NHS packaging: Open for business

06/10/2017 - 12:21
Healthcare catering operators, NHS buyers and suppliers are being urged to use their influence to help make food and drink packs easier to open. David Foad reports.

A coalition of caterers, NHS staff, dietitians, suppliers, academics and patients is encouraging the catering industry to get behind moves to make single-portion food and drink packs easier to open.

The Packaging Taskforce, instigated by the Hospital Caterers Association (HCA) in 2014, met recently at Reading University to review progress on the issue and was informed that a new standard – ISO 17480 – had been officially recognised and that testing against it was already underway.

Describing the issues faced, Dr Alaster Yoxall from Sheffield Hallam University, who was the UK’s technical expert in the development of ISO 17480 and works for Design Futures, the commercial packaging design consultancy based at the Sheffield university, said: “We might think the problem is trivial, but 63% of the 73 million single-portion packaging purchased is unopenable – that’s 44 million items.

“If it takes on average 20 seconds to help someone open each of these items, it would take about 250,000 work hours or 11,000 work days for the whole 44 million.

“As well as the economic cost, packaging that’s difficult to open can also mean patient dissatisfaction and lead to poor nutrition.”

He said that testing was already being carried out to ISO 17480, the international standard on accessible design and easy opening for packaging.

“Premier [Ambrosia pots], Good Food Chain [sandwiches], Juice Works [juices, jellies] and Unilever [Flora, Marmite] all have products that have passed.

“We now have a process that exists to test and pass products, so let’s use it.”

Andy Jones, a Packaging Taskforce panel member and chair of the PS100 Group, added: “Food is part of the patient care plan – it’s about food quality and meal enjoyment, and it’s of no nutritional value if it’s not eaten.

“NHS England wants more of this. We need to make things simpler for people to open. It is a push-pull. The culture has to change.

“The products are starting to come through, but we now need supply partners, nurses, dietitians to help us effect real change.”

Caroline Lecko, another task force member and the clinical improvement manager with NHS Improvement, said: “I would suggest that our catering colleagues look at the amount of single-portion products left uneaten and don’t automatically make the assumption that products were not eaten because the patient was not hungry.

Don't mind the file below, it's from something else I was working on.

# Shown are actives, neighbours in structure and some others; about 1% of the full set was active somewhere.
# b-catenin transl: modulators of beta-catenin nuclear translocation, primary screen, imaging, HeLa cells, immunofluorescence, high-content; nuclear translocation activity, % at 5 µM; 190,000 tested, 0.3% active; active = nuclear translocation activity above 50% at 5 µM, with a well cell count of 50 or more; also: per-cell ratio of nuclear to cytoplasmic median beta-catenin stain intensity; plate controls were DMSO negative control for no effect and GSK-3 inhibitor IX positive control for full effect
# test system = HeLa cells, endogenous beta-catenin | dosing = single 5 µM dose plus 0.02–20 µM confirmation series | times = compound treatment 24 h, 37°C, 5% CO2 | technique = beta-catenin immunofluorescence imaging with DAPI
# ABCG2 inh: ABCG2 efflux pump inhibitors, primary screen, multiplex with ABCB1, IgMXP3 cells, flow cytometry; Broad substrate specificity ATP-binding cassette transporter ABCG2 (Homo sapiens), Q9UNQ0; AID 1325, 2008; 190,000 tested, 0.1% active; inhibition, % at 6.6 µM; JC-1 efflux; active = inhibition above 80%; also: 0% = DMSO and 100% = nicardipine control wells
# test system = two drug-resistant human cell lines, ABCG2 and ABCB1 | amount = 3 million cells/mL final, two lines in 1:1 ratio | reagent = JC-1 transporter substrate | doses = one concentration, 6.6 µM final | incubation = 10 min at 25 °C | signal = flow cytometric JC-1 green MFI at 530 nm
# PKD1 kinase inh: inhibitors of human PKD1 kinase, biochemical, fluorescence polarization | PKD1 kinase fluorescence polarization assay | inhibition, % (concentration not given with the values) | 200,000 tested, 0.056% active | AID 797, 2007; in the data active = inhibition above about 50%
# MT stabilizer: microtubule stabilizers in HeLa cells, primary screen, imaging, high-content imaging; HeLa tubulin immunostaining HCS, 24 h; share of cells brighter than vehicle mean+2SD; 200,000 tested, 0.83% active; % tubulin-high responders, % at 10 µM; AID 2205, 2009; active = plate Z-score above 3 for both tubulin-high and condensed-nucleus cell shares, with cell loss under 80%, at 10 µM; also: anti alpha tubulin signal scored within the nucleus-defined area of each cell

“This will involve talking to patients to understand why something has been left, and from this I feel it is possible to have some understanding of the issue within your hospital.

“It will give you insight into how this issue is contributing to malnutrition, the patient experience and the costs you incur. This, of course, links very much with the Lord Carter report into efficiency in the NHS.”

Dr Yoxall said caterers and suppliers needed to identify the packs they place into the supply chain, get them tested, and once they have a certificate to say it has passed to communicate that to the NHS.

“Where a pack fails, the supplier should work with the test organisation and others to work out why it did and how it could be improved,” he said. “Caterers need to look for alternative packs that have passed, and this information can be found from the NHS or via the HCA website.

"More broadly, caterers and suppliers should liaise with the taskforce to help develop best practice.

“I believe that getting to a place where we produce high-quality, engaging, single-portion packaging will be an iterative process.”

Jones added: “For me it is about suppliers understanding why packaging is so important. It’s about ensuring that the products we use can actually be opened by people in health and social care settings.

“You can have the most nutritious, tasty, flavoursome products, but if people can’t actually get into them, what’s the point? We are just adding to waste.

Jones said that caterers can respond by looking at their menus to ensure what they are offering is easy to open.

“Where they have issues they must ensure that the product specifications they issue are robust and include testing against the new ISO,” he continued.

“And they have to work with partner suppliers to make the changes needed.

“I got involved in the packaging issue because I wanted people to know we were listening and responding.

“You just need to think about how you, as a caterer, feel if we cannot open something and how we moan.

He concluded: “We now have an opportunity not to be that person who moans, but the person who leads change and drives innovation with suppliers.”

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